Thomas Jonathan Jackson was born January 21, 1824, in Clarksburg, Virginia. While he was a child both of his parents were laid to rest. He was raised by his uncle, and moved to what is now, Jackson’s Mill, West Virginia. When he turned 18 years old, he was appointed to attend West Point. During the Mexican War, he was appointed to order the First Regular Artillery.
At this time, Jackson started to become religious. He started to study the Bible, and joined the Presbyterian Church.
In 1851 he accepted a teaching position at the Virginia Military Institute at Lexington, Virginia. He made this home for nearly 10 years. While he was there, he married Eleanor Junkin. She pasted away a little more than a year after they were married. He then married in ...
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- Famed Confederate General Thomas “Stonewall” Jackson’s legacy is hardly easy to define. His is most remembered for cunning speed and brutality in battle and many consider him without equal. The same strategies Jackson used in the Shenandoah Valley campaign were scrutinized by both Rommel and Patton for inspiration in WWII. Jackson’s personal discipline carried over into his command. Although his men were often barefoot and near starvation, he pushed them forward into battle, not wishing to sacrifice the element of surprise.... [tags: Military Science]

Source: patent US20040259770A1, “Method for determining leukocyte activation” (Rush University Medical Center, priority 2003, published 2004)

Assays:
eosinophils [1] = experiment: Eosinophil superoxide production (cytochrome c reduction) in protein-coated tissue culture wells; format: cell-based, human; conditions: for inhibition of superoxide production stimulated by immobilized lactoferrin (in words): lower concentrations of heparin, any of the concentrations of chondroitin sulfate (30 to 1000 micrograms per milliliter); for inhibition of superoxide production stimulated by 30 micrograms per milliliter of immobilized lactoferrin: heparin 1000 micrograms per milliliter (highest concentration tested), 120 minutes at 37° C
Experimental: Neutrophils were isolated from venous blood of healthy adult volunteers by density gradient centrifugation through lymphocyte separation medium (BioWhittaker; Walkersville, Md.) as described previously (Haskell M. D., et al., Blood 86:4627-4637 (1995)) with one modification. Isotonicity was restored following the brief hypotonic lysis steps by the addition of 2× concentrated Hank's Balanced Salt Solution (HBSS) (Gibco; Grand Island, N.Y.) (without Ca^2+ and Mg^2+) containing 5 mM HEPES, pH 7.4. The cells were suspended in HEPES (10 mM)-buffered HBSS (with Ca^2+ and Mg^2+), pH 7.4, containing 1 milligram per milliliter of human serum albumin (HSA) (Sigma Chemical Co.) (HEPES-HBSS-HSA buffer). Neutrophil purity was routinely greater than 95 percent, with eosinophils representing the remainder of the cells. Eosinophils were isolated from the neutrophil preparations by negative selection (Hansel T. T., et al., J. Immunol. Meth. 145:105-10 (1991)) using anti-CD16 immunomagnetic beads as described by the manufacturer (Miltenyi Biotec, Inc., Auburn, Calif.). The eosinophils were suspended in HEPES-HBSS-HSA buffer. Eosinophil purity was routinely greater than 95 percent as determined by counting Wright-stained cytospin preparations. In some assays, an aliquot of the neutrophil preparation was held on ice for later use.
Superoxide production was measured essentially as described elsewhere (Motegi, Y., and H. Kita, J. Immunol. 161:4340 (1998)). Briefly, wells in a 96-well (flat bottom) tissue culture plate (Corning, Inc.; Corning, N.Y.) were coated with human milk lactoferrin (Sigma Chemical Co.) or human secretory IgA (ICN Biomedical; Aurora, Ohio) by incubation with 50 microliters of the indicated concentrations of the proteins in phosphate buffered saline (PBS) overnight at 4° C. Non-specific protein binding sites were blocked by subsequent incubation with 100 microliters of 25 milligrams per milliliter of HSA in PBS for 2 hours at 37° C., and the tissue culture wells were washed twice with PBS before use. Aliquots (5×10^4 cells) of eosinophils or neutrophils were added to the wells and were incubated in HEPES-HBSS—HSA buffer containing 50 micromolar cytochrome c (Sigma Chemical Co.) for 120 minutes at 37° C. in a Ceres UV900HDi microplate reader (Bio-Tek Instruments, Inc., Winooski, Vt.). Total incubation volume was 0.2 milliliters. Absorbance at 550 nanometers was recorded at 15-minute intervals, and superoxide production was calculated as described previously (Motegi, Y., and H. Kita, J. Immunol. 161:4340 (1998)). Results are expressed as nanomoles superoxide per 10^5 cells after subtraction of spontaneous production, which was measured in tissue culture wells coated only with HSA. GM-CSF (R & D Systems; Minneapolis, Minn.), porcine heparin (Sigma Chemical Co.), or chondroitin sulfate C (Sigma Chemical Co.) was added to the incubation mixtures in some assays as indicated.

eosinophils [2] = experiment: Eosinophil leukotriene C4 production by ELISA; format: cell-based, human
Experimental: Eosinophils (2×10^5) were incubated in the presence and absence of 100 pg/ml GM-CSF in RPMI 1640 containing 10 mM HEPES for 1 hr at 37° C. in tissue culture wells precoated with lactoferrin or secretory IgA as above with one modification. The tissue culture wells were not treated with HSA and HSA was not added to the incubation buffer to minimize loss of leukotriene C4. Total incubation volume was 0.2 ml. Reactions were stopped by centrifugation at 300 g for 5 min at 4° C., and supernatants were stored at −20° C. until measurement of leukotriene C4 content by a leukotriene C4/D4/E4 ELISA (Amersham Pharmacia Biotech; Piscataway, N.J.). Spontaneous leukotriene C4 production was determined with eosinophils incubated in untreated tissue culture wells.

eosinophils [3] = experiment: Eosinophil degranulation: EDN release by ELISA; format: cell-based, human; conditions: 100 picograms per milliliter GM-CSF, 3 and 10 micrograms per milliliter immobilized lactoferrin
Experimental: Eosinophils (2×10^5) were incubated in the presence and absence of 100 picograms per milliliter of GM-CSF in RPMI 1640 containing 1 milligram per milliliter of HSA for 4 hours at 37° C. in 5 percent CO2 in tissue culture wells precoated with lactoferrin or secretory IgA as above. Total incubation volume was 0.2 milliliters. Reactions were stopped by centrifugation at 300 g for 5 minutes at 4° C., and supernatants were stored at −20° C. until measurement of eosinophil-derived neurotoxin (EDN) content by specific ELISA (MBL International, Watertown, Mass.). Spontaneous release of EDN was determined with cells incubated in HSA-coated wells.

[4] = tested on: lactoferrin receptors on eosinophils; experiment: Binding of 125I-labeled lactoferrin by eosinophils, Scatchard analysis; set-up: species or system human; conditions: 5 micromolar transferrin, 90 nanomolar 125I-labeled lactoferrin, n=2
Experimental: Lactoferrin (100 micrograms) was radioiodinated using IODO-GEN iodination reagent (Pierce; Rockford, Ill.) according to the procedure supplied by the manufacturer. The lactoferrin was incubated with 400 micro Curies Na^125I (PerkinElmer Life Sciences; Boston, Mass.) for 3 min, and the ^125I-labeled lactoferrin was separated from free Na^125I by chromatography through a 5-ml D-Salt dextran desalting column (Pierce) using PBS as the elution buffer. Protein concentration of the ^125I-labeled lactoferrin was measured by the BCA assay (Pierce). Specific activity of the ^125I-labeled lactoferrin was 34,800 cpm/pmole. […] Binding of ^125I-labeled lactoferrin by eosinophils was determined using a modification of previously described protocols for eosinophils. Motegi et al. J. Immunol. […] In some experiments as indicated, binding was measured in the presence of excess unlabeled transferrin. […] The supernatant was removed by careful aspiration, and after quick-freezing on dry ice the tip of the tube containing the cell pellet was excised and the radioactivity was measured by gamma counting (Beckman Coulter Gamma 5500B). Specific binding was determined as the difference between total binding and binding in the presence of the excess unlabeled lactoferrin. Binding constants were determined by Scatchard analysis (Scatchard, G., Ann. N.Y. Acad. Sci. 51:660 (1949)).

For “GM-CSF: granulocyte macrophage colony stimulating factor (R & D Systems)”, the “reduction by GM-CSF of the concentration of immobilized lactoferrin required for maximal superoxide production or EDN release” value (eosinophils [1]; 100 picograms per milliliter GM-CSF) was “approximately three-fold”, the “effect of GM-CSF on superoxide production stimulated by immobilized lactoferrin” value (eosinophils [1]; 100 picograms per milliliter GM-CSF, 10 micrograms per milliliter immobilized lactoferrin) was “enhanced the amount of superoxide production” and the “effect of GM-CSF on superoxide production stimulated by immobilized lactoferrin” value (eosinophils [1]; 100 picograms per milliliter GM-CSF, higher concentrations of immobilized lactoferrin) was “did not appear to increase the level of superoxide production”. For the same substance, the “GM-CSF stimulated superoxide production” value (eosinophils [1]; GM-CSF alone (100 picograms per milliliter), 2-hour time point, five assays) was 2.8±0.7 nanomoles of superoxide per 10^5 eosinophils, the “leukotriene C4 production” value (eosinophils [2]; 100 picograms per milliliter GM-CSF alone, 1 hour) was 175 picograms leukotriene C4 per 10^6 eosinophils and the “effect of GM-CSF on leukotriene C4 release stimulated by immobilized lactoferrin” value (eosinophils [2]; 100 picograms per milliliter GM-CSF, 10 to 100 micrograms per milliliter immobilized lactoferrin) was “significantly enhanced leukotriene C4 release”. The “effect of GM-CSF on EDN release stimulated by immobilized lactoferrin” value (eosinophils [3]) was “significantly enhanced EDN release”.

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- Stonewall Jackson Thomas Jonathan Jackson was a general who served in the Civil war. He was born on January 21, 1824 in Clarksburg, Virginia. Jackson’s Parents were Jonathon Jackson & Julia Beckwith Neale. He had 3 brothers and sisters. They were Elizabeth, Warren, and Laura Ann. Elizabeth and Warren were both older than him, and Laura Ann was younger. When Thomas was only 8 years old his father and sister, Elizabeth, died of typhoid fever. After his childhood in Virginia, Stonewall Jackson attended the United States Military Academy at West Point.... [tags: Thomas Jonathan Jackson Civil War Essays]
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- ... Cummins had been known for his partying and drinking habits. Because of this, many people believe Stonewall was affected negatively. In reality, Cummins pushed a strong work ethic on Stonewall. Cummins led Stonewall into a difficult, hard nosed farm life. As Stonewall grew, his previously taught work ethic played key roles in his life. Because of this strong work ethic, we now know Stonewall Jackson as an outstanding military leader led gave a military leadership to the Confederacy during the American Civil War.... [tags: american civil war, respectable man]
633 words (1.8 pages)
- Educators in Arms Stonewall Jackson and Robert E. Lee are best known for their careers in leading the Confederate Army. Few people know anything about them beyond battles fought and wars lost. History is written by the victors, and the victors have essentially extinguished all perceived importance of these two fallen leaders. However, both were not only soldiers fighting for a lost cause, but also educators. Both taught many of those who would fight alongside and against them in the war that ripped the United States of America in half.... [tags: Robert E. Lee, Confederate States of America]